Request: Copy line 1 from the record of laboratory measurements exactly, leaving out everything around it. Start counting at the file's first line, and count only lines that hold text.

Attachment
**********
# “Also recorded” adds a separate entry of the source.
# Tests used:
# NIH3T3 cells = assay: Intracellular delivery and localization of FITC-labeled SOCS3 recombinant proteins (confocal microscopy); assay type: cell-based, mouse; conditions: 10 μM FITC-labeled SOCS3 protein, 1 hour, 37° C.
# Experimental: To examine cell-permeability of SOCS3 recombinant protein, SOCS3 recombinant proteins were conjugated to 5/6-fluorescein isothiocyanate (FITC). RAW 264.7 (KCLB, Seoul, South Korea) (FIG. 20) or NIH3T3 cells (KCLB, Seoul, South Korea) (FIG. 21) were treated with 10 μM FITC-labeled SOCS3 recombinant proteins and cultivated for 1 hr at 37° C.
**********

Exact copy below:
# “Also recorded” adds a separate entry of the source.